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Im building a web-app for smartphones. In my app I want to give the user an iOS-like-experience. I want my interface to function similar to iOS. I'm mainly thinking about the navigation here. I want my app to slides from left to right and showing dynamic content depending on which link the user clicked. Here is a video showing navigation the way I want it:


From what I've found this is accomplished by using CSS3 and JQuery. It's built-in in some frameworks e.g http://www.jqtouch.com/. But I find that frameworks interface to function a bit too heavy and sluggish, it doesn't give the user a smooth experience. And I've also encountered a few bugs while testing it. That's why I've excluded JQtouch as an alternative.

So what I'm asking for is advice on how to implement a sliding navigation while keeping the app neat, smooth and lightweight. Which is the best way to go? Is it possible to make with pure CSS? How? Any sample code that could help me in any way is greatly appriciated.

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2 Answers 2

up vote 3 down vote accepted

The reason frameworks are popular for this is because they take the leg work out of producing the javascript and css that will work on all smartphones.

An alternative to jqtouch could be sencha touch or jquery mobile

If I was to do this i would take a look at the source of these frameworks and see how they work and have a play with some snippets of that code. That would give you a good understanding of how the scrolling etc works with touch events. They use touchstart and touchend events to track the touch location - so look into these. Unfortunately it is mainly javascript for the functionality.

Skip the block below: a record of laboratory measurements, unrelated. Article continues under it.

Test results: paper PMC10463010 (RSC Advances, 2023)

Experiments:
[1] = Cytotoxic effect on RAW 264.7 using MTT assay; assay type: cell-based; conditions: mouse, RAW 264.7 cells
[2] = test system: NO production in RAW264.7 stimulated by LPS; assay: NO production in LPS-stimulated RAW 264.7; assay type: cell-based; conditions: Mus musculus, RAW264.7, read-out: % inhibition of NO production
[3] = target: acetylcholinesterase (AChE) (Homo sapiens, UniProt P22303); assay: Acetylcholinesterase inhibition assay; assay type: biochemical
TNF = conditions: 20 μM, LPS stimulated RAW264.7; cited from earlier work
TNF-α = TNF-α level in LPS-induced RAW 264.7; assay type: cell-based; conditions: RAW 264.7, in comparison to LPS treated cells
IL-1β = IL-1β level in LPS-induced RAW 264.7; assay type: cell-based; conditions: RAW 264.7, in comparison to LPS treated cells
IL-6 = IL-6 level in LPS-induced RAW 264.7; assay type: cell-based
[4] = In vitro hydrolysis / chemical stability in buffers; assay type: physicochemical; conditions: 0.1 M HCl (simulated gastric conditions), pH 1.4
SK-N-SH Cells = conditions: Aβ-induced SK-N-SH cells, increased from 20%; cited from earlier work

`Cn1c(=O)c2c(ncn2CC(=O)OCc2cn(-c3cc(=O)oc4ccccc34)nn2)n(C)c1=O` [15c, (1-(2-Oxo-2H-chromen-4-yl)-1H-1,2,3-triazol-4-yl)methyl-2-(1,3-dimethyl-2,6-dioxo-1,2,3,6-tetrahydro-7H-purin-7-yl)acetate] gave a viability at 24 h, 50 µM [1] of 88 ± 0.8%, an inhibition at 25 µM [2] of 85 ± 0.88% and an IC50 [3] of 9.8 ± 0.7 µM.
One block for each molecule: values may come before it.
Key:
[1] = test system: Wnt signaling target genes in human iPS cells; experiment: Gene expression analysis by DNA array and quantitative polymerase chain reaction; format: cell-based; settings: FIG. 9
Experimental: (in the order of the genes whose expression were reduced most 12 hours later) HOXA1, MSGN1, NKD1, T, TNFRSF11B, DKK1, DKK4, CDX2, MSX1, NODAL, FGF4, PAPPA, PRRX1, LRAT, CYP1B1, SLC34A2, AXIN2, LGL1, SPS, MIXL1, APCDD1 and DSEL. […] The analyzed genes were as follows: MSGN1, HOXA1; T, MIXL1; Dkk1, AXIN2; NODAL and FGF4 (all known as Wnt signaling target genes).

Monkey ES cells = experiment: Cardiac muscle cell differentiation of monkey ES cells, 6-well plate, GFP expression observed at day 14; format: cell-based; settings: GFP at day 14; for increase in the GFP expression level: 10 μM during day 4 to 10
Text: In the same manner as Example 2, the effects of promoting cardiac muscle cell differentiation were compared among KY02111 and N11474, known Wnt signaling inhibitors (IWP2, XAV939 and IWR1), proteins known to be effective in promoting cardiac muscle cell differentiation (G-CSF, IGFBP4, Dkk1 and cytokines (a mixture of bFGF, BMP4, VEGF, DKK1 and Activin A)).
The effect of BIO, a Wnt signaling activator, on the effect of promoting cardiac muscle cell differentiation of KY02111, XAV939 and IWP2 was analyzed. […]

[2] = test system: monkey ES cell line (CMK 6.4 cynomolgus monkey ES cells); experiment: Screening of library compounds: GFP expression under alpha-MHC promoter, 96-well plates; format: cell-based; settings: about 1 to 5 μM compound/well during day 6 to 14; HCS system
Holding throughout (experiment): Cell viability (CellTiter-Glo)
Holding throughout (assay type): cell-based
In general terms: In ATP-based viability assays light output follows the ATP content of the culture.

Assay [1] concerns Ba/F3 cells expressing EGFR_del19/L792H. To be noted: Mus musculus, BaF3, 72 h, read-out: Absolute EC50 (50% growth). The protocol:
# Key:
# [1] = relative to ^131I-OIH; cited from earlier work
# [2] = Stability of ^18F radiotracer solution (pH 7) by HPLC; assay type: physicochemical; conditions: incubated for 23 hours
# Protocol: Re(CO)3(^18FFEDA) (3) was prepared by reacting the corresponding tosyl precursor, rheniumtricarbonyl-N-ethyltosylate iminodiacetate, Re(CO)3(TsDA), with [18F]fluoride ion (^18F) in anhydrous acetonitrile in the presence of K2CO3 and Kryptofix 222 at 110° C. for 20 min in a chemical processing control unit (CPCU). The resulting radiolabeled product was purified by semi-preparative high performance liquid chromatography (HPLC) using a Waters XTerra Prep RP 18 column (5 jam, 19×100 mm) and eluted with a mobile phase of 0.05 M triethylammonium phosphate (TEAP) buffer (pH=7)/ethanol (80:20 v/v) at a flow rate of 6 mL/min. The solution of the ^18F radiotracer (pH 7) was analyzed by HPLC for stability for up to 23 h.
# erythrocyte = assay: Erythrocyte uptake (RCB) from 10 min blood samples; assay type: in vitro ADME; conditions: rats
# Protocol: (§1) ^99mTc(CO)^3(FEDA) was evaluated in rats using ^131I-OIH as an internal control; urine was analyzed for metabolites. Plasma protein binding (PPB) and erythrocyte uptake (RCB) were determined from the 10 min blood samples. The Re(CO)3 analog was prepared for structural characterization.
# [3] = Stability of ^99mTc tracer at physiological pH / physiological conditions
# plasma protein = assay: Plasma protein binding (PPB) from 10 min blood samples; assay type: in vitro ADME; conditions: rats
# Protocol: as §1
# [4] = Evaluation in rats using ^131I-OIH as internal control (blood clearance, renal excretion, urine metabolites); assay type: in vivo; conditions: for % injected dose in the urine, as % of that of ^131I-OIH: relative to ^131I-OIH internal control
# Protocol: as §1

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Sencha Touch is very good but the learning curve is pretty steep. –  SpaceBeers Mar 29 '12 at 16:05

Let's see. jQuery touch accomplishes their functionality by using translate animation on their slides.

Very simple example (works only in webkit browser - Safari/Chrome): http://jsfiddle.net/2USAR/8/

Code explanation.


In jQuery side when use clicks on a slide javascript assigns new class to several elements.

First, we assign class animate to parent holder of a slides. That class triggers css that contains details related to how we are going to animate slides.

Then we assign class "slideLeftOut" and "slideLeftIn" to #first and #second divs respectively.

These classes in css hold details on what keyframe animation to call.

And at the end of our JS there is a setTimeout which will remove classes ("animate" in our case) after animation is finished.


Most of the stuff is self explanatory. Just keep in mind ".animate" css and look at how keyframe animations are structured.

In keyframe animation we use webkit translate to move element to the left.

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